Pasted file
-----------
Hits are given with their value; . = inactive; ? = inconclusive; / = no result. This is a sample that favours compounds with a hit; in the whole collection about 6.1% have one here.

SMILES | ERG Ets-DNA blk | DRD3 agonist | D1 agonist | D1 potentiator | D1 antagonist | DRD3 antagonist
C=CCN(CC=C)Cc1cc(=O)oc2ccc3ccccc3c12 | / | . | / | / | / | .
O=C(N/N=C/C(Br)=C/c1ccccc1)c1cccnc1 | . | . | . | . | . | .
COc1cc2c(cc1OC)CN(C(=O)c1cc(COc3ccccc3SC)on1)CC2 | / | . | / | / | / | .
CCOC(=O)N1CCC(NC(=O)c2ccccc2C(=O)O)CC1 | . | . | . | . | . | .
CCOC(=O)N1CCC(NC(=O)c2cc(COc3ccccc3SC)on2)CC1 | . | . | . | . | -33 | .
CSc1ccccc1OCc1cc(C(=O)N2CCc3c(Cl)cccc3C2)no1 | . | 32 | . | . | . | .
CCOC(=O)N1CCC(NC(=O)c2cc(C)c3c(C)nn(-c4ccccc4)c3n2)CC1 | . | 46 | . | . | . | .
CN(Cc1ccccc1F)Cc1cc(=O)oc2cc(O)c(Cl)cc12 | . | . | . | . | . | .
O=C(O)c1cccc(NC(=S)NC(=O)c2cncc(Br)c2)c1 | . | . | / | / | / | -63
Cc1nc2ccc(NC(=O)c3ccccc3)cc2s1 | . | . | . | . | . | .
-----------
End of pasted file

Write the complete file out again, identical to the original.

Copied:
Hits are given with their value; . = inactive; ? = inconclusive; / = no result. This is a sample that favours compounds with a hit; in the whole collection about 6.1% have one here.

SMILES | ERG Ets-DNA blk | DRD3 agonist | D1 agonist | D1 potentiator | D1 antagonist | DRD3 antagonist
C=CCN(CC=C)Cc1cc(=O)oc2ccc3ccccc3c12 | / | . | / | / | / | .
O=C(N/N=C/C(Br)=C/c1ccccc1)c1cccnc1 | . | . | . | . | . | .
COc1cc2c(cc1OC)CN(C(=O)c1cc(COc3ccccc3SC)on1)CC2 | / | . | / | / | / | .
CCOC(=O)N1CCC(NC(=O)c2ccccc2C(=O)O)CC1 | . | . | . | . | . | .
CCOC(=O)N1CCC(NC(=O)c2cc(COc3ccccc3SC)on2)CC1 | . | . | . | . | -33 | .
CSc1ccccc1OCc1cc(C(=O)N2CCc3c(Cl)cccc3C2)no1 | . | 32 | . | . | . | .
CCOC(=O)N1CCC(NC(=O)c2cc(C)c3c(C)nn(-c4ccccc4)c3n2)CC1 | . | 46 | . | . | . | .
CN(Cc1ccccc1F)Cc1cc(=O)oc2cc(O)c(Cl)cc12 | . | . | . | . | . | .
O=C(O)c1cccc(NC(=S)NC(=O)c2cncc(Br)c2)c1 | . | . | / | / | / | -63
Cc1nc2ccc(NC(=O)c3ccccc3)cc2s1 | . | . | . | . | . | .